Over time clocks have become a symbol of status by individuals who wear them. The elegance, precision, plus the convenience are a few of the qualities that watches and clocks symbolize. Frequently they are purchased strictly for their attractive appearance. They are also acquired due to their technical qualities such as being accurate to the second and even milliseconds. This is one of the reasons that watches and clocks are collectible. They can often be worth substantial amounts of money.
It makes no difference whether you collect watches from a different era or high precision ones, the truth is that through the years the watch collecting hobby has developed into a highly competitive business. In many circles, watch collecting is considered to be a wise type of investing.
Starting at the turn of the century, the only clocks that were readily available to men and women was the pocket clock. The next step in the evolution of the personal clock was a pendant which was attached to the clock and lining of corsets or jackets. The advent of industrialization, war, and the increased sports activities, brought new trends that changed not only the manner in which we dressed but also the way we carried our clocks.
It is believed to have been a nanny that designed watches worn around the wrist “wristwatches” at the end of the 19th century. She attached a clock on her wrist using a silk band. The earliest wristwatches to be produced were smaller sized types of pocket watches that were attached using a leather strap. As soon as this product burst on the scene, newer styles began to be created based mostly on this exact same principle.
Louis Cartier initially created the type of watches seen today when he designed a watch for flying pioneer named Santos Dumont. By 1911 this style of watch selling as a normal product. That identical style was to become the blueprint of wristwatches today.
Changing Wristwatch Shapes
Shortly after, the designs of wrist “clocks” started to shift from the traditional rounded design which was fashionable at that time. Along with the Cartier classical wristwatch, other watchmakers began to design watches that would become recognizable by their appearance or shape. Movado may be a perfect example of these fresh designs when it announced the “Polyplan” shaped watch.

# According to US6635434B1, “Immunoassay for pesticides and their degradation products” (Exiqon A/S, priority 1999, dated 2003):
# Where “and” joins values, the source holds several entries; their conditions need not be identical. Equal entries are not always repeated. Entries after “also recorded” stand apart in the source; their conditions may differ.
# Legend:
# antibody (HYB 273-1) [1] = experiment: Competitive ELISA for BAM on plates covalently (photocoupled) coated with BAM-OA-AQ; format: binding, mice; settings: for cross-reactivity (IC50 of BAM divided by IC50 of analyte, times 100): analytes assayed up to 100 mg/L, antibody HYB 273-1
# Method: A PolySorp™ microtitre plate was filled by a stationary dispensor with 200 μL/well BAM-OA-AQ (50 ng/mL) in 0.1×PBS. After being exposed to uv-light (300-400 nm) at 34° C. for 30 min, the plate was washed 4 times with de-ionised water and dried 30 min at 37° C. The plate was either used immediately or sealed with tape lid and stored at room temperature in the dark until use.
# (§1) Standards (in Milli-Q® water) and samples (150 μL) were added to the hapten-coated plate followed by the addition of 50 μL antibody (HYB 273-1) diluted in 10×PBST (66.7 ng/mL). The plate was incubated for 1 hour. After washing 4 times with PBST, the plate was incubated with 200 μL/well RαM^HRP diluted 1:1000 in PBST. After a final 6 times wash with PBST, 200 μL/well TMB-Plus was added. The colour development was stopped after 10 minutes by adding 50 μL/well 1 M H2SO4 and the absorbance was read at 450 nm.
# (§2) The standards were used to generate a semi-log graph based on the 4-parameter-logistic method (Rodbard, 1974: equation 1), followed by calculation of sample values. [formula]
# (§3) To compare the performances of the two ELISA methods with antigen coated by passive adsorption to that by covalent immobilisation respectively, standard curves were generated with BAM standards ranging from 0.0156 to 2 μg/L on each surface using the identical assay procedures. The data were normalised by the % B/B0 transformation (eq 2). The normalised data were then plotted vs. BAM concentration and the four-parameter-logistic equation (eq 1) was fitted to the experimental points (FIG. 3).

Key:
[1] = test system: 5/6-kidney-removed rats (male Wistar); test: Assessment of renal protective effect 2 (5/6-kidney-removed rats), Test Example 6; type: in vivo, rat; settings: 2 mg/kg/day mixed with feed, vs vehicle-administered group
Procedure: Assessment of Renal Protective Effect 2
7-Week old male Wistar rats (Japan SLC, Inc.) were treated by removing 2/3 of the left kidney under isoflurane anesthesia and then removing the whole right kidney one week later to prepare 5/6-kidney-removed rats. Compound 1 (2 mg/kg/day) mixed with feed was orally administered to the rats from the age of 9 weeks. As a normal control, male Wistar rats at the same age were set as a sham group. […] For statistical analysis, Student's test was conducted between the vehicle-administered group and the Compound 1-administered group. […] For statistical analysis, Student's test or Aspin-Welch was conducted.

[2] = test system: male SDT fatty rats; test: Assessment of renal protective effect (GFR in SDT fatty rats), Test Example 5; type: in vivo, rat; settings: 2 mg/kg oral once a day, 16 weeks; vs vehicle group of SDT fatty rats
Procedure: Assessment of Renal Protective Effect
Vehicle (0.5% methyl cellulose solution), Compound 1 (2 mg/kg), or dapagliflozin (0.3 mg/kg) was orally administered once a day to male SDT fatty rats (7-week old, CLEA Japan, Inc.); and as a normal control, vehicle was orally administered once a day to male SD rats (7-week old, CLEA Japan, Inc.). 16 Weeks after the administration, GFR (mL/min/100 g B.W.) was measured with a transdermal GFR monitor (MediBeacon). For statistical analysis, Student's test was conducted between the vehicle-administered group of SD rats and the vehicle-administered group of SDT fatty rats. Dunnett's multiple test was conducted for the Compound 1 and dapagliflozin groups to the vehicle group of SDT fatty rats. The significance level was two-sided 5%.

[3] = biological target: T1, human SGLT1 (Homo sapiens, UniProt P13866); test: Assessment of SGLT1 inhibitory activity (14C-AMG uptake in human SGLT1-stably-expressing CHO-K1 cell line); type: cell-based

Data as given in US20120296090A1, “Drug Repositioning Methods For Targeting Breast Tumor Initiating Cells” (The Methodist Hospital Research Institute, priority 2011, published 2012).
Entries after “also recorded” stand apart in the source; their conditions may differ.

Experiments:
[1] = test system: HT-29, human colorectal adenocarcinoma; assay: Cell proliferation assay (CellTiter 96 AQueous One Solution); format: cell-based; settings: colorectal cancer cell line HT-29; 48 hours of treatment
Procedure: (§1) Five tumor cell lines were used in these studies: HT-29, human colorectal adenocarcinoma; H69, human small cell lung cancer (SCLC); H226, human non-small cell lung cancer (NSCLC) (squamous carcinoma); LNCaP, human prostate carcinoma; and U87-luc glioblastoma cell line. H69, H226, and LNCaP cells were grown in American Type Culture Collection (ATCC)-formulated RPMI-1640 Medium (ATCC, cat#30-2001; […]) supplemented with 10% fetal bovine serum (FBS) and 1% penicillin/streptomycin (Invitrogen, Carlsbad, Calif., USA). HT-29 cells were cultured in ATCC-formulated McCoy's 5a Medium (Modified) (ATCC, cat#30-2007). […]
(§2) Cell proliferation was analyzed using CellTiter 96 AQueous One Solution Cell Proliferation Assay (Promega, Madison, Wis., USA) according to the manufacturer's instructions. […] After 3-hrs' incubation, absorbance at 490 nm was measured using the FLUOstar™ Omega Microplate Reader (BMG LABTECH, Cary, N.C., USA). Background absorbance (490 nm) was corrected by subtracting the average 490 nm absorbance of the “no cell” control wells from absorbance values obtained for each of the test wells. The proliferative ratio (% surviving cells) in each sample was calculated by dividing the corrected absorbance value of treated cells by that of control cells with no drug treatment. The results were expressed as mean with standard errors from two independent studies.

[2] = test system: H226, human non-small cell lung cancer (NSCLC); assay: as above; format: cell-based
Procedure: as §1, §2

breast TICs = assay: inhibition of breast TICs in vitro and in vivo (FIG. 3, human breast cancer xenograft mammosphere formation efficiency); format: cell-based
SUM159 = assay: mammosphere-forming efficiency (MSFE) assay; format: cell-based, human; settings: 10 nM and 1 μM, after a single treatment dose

From 1913 and later an increasing number of watches began to be created in all styles and shapes. Beginning with Patek Phillipe’s “gondola” watch to Louis Cartier’s’ “Tank” these watches were in great demand. Cartier’s watch was referred to as the “Tank” because it was influenced by the style of British armored automobiles of that time period.
There were other many watch makers such as Vacheron Constantin, Audemars Piguet, who together with Cartier and Patek Philippe came out with a number of other designs. These included such additional features as the month, day, and lunar phases many still found in the modern watches of today.
Obviously. if we are going to talk about wristwatches, we must certainly mention the most well-known of all of them: the Rolex watch. In the 1920s Rolex debuted the exquisite “Rolex Prince” with its revolutionary “dual time” feature that was made famous by having the “seconds” larger than the minutes.
In addition, a much more sophisticated piece called the “Reverse” was produced by Jaeger Le Coultre. This watch was revolutionary because it could be turned 180 degrees within the case. This feature safeguarded the dial and crystal. It became extremely popular and would have even more so if it was not for the economic downturn of the 1930’s and the start of World War II.
Early Watch Designs Influence Watches Today
These early watches designed from the 1910s to 1930s are what actually define the makes of watches which we see and wear now. This informative article has merely scratched the surface of what is an extremely vast subject which includes additional watchmakers using revolutionary and diverse designs.
However it is creators such as Rolex, Jaeger Le Coultre, and Cartier as well as the others mentioned that are among the most valuable and collectible, and if you ever become lucky enough to acquire one then be sure you hold on to it – ideally by wearing it on your wrist.